Kate McAdam, Head of Accommodation Services at Edge Hill, said: "It's fantastic that we've been named as having the best University accommodation in the UK and Ireland.  We're always striving to provide the best accommodation in terms of design and facilities for the best price possible. To win this award for the second time means we're achieving that goal. We know how daunting it is for many new students to be living away from home for the 1st time so the staff and students at the University go out of their way to make their moving in experience stress free and fun. The fact these awards are voted for by students with no nominations or judges makes them all the more special and recognises the hard work we put into our accommodation."

Find out more about the accommodation available at Edge Hill University online now.


Recognising the value of older generations this Silver Sunday

THIS month we are celebrating Silver Sunday, an annual occasion that recognises and celebrates the contribution of older generations in making a difference to their local communities.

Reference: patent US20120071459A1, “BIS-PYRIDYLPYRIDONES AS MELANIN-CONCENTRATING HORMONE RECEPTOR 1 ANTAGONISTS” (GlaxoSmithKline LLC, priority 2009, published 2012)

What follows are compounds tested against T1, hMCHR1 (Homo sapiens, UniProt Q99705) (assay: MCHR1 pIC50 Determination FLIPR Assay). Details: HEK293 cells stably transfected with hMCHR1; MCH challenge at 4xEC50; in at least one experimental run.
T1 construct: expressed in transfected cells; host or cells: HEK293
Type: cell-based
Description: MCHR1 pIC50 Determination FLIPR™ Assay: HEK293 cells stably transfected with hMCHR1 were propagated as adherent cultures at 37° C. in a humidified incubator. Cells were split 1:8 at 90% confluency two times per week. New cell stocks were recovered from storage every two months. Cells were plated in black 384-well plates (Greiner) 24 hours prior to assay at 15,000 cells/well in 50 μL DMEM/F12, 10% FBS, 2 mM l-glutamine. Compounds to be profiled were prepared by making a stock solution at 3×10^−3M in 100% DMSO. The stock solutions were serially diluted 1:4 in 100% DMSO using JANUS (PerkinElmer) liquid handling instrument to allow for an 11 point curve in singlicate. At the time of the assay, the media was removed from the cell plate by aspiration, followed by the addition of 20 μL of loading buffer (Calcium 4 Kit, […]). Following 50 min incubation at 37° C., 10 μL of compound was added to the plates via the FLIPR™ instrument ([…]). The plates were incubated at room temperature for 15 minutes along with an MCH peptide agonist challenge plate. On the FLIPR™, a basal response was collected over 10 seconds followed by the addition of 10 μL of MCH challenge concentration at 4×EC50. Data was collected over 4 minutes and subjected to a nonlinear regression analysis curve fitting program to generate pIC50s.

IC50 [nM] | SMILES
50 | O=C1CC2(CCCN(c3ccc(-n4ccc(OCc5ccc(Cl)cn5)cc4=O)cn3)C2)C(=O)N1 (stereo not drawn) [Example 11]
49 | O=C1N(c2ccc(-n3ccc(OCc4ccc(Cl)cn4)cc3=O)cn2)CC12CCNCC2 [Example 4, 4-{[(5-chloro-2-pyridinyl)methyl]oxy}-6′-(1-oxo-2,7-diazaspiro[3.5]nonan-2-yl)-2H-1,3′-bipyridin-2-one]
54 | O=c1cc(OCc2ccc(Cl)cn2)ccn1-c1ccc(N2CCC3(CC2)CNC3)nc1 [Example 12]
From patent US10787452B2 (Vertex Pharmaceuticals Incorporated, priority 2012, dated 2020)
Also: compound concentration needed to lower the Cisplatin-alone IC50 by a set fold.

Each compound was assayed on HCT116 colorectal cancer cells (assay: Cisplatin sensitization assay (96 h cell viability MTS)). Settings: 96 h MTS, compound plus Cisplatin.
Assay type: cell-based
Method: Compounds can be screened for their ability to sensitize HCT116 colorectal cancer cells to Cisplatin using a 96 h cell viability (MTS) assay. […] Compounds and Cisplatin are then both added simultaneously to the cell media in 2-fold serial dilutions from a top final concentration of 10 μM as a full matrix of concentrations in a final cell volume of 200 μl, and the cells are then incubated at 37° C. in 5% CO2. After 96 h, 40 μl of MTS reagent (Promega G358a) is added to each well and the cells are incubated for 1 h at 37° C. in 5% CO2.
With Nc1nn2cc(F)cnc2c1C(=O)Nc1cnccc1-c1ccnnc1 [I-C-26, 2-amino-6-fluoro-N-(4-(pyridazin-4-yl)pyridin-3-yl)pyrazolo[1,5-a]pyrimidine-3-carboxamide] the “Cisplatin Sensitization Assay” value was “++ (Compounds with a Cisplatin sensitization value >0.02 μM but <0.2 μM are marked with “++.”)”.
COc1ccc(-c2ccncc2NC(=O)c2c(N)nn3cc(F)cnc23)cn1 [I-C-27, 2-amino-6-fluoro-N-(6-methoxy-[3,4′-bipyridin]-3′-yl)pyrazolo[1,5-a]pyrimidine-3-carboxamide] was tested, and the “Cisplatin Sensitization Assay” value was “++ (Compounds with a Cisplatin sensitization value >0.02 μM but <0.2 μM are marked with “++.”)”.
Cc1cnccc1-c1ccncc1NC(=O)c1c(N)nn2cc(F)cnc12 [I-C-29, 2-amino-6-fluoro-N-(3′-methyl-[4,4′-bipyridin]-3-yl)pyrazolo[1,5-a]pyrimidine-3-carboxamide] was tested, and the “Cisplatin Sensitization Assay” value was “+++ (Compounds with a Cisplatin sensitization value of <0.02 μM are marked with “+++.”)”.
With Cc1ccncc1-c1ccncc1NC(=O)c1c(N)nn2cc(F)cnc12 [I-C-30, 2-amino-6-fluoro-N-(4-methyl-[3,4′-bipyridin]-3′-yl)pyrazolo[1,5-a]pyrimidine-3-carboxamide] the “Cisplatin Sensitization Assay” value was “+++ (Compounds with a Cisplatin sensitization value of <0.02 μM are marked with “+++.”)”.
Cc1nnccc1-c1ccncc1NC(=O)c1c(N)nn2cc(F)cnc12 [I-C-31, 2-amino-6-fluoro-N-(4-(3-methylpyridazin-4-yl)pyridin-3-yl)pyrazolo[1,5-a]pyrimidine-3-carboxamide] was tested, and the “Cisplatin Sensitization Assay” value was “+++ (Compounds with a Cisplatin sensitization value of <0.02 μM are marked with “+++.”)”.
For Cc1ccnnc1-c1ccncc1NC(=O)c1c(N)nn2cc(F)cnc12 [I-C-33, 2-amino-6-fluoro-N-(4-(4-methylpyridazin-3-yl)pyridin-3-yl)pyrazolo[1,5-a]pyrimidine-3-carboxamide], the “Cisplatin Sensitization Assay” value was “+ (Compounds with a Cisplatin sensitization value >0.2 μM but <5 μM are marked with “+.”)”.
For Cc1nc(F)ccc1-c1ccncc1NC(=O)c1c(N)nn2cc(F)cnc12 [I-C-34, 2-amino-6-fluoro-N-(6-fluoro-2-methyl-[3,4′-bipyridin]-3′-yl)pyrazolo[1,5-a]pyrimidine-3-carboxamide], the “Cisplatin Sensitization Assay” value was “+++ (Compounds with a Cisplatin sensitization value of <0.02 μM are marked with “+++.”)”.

Many of us will work for most of our lives and will be able to appreciate the importance of having a routine and feeling valued for the contributions that we make to our society. It is understandable then that as people enter retirement, they can become increasingly cut off from society and feel that they are no longer playing an active part in their communities.

With more than a third of people over 75 admitting that they feel lonely, I'd like to tell your readers how volunteering can be a great way to combat isolation while making a huge difference to worthy causes, just like our own, all across the UK.

I work for Revitalise; an amazing charity that provides respite holidays for disabled people and carers at Sandpipers, our Respite Holiday Centre in Southport. We are proud to run the largest residential volunteering programme of any UK charity, welcoming thousands of volunteers of all ages to spend time with our charity each year.

Our volunteers are our magic ingredient; helping to create the lively and welcoming atmosphere that so many of our guests have come to know and love all year round. And, no matter what their motivation for spending time with us, there is always the opportunity to meet new people, make new friends and make a difference to the lives of the disabled people and carers that we support.

If you would like to find out more about Revitalise or if you're interested in becoming a volunteer please visit:- Revitalise.Org.UK or call our volunteer team on:- 0303 303 0163.